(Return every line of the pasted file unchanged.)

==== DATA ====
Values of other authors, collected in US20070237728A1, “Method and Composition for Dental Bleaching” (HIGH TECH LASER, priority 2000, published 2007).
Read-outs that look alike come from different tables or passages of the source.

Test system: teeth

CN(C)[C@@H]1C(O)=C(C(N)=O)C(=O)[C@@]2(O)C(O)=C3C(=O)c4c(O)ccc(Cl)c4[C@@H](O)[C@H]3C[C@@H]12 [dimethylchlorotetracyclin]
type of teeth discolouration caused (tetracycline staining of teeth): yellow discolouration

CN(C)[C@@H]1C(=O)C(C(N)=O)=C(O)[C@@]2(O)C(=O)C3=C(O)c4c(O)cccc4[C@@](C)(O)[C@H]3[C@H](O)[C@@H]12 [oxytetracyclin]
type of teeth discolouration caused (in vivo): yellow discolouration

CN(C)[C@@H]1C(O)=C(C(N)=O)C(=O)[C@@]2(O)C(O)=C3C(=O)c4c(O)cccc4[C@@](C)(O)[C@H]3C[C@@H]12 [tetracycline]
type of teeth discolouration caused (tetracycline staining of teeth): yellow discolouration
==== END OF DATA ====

Values of other authors, collected in US20070237728A1, “Method and Composition for Dental Bleaching” (HIGH TECH LASER, priority 2000, published 2007).
Read-outs that look alike come from different tables or passages of the source.

Test system: teeth

CN(C)[C@@H]1C(O)=C(C(N)=O)C(=O)[C@@]2(O)C(O)=C3C(=O)c4c(O)ccc(Cl)c4[C@@H](O)[C@H]3C[C@@H]12 [dimethylchlorotetracyclin]
type of teeth discolouration caused (tetracycline staining of teeth): yellow discolouration

CN(C)[C@@H]1C(=O)C(C(N)=O)=C(O)[C@@]2(O)C(=O)C3=C(O)c4c(O)cccc4[C@@](C)(O)[C@H]3[C@H](O)[C@@H]12 [oxytetracyclin]
type of teeth discolouration caused (in vivo): yellow discolouration

CN(C)[C@@H]1C(O)=C(C(N)=O)C(=O)[C@@]2(O)C(O)=C3C(=O)c4c(O)cccc4[C@@](C)(O)[C@H]3C[C@@H]12 [tetracycline]
type of teeth discolouration caused (tetracycline staining of teeth): yellow discolouration